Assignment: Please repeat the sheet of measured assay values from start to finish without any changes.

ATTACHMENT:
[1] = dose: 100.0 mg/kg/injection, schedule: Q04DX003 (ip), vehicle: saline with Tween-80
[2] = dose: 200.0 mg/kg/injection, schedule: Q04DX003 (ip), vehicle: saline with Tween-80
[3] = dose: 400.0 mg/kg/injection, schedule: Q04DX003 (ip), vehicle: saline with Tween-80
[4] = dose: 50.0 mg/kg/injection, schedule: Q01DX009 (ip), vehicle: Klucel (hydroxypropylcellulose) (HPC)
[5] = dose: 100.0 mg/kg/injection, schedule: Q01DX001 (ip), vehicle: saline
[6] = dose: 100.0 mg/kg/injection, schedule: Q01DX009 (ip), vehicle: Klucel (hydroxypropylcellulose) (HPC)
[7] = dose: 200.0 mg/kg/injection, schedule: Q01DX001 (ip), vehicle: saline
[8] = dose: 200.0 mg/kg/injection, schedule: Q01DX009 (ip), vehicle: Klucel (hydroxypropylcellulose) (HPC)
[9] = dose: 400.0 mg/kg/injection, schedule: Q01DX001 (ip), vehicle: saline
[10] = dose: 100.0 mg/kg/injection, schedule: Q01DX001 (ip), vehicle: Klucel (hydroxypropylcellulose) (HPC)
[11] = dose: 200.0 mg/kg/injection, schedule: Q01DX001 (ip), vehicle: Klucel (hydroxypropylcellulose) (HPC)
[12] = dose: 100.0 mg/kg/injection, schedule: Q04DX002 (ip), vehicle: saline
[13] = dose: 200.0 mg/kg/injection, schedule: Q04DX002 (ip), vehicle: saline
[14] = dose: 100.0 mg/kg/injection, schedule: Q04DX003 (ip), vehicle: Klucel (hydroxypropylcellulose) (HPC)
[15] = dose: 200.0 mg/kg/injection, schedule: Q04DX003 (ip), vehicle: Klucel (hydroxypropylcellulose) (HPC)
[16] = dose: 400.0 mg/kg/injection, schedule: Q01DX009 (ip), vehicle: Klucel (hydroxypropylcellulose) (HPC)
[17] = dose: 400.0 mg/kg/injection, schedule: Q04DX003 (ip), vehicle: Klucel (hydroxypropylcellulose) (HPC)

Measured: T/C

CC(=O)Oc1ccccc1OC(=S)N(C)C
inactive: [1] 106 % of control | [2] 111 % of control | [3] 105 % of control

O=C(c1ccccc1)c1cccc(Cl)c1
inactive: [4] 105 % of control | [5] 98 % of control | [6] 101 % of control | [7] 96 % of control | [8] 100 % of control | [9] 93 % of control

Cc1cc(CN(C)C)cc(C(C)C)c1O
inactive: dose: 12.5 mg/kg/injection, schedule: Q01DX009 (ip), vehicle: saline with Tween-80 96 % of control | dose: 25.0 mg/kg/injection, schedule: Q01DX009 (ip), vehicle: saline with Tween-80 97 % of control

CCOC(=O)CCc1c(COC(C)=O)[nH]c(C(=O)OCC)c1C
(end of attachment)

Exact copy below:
[1] = dose: 100.0 mg/kg/injection, schedule: Q04DX003 (ip), vehicle: saline with Tween-80
[2] = dose: 200.0 mg/kg/injection, schedule: Q04DX003 (ip), vehicle: saline with Tween-80
[3] = dose: 400.0 mg/kg/injection, schedule: Q04DX003 (ip), vehicle: saline with Tween-80
[4] = dose: 50.0 mg/kg/injection, schedule: Q01DX009 (ip), vehicle: Klucel (hydroxypropylcellulose) (HPC)
[5] = dose: 100.0 mg/kg/injection, schedule: Q01DX001 (ip), vehicle: saline
[6] = dose: 100.0 mg/kg/injection, schedule: Q01DX009 (ip), vehicle: Klucel (hydroxypropylcellulose) (HPC)
[7] = dose: 200.0 mg/kg/injection, schedule: Q01DX001 (ip), vehicle: saline
[8] = dose: 200.0 mg/kg/injection, schedule: Q01DX009 (ip), vehicle: Klucel (hydroxypropylcellulose) (HPC)
[9] = dose: 400.0 mg/kg/injection, schedule: Q01DX001 (ip), vehicle: saline
[10] = dose: 100.0 mg/kg/injection, schedule: Q01DX001 (ip), vehicle: Klucel (hydroxypropylcellulose) (HPC)
[11] = dose: 200.0 mg/kg/injection, schedule: Q01DX001 (ip), vehicle: Klucel (hydroxypropylcellulose) (HPC)
[12] = dose: 100.0 mg/kg/injection, schedule: Q04DX002 (ip), vehicle: saline
[13] = dose: 200.0 mg/kg/injection, schedule: Q04DX002 (ip), vehicle: saline
[14] = dose: 100.0 mg/kg/injection, schedule: Q04DX003 (ip), vehicle: Klucel (hydroxypropylcellulose) (HPC)
[15] = dose: 200.0 mg/kg/injection, schedule: Q04DX003 (ip), vehicle: Klucel (hydroxypropylcellulose) (HPC)
[16] = dose: 400.0 mg/kg/injection, schedule: Q01DX009 (ip), vehicle: Klucel (hydroxypropylcellulose) (HPC)
[17] = dose: 400.0 mg/kg/injection, schedule: Q04DX003 (ip), vehicle: Klucel (hydroxypropylcellulose) (HPC)

Measured: T/C

CC(=O)Oc1ccccc1OC(=S)N(C)C
inactive: [1] 106 % of control | [2] 111 % of control | [3] 105 % of control

O=C(c1ccccc1)c1cccc(Cl)c1
inactive: [4] 105 % of control | [5] 98 % of control | [6] 101 % of control | [7] 96 % of control | [8] 100 % of control | [9] 93 % of control

Cc1cc(CN(C)C)cc(C(C)C)c1O
inactive: dose: 12.5 mg/kg/injection, schedule: Q01DX009 (ip), vehicle: saline with Tween-80 96 % of control | dose: 25.0 mg/kg/injection, schedule: Q01DX009 (ip), vehicle: saline with Tween-80 97 % of control

CCOC(=O)CCc1c(COC(C)=O)[nH]c(C(=O)OCC)c1C